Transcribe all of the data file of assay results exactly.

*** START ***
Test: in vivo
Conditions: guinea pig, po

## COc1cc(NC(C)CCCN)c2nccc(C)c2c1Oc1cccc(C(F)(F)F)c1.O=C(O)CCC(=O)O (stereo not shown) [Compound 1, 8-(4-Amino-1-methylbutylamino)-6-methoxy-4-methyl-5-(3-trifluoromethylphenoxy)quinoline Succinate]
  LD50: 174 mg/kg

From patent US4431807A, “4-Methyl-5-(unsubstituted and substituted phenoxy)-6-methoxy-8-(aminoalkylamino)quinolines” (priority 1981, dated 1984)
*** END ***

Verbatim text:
Test: in vivo
Conditions: guinea pig, po

## COc1cc(NC(C)CCCN)c2nccc(C)c2c1Oc1cccc(C(F)(F)F)c1.O=C(O)CCC(=O)O (stereo not shown) [Compound 1, 8-(4-Amino-1-methylbutylamino)-6-methoxy-4-methyl-5-(3-trifluoromethylphenoxy)quinoline Succinate]
  LD50: 174 mg/kg

From patent US4431807A, “4-Methyl-5-(unsubstituted and substituted phenoxy)-6-methoxy-8-(aminoalkylamino)quinolines” (priority 1981, dated 1984)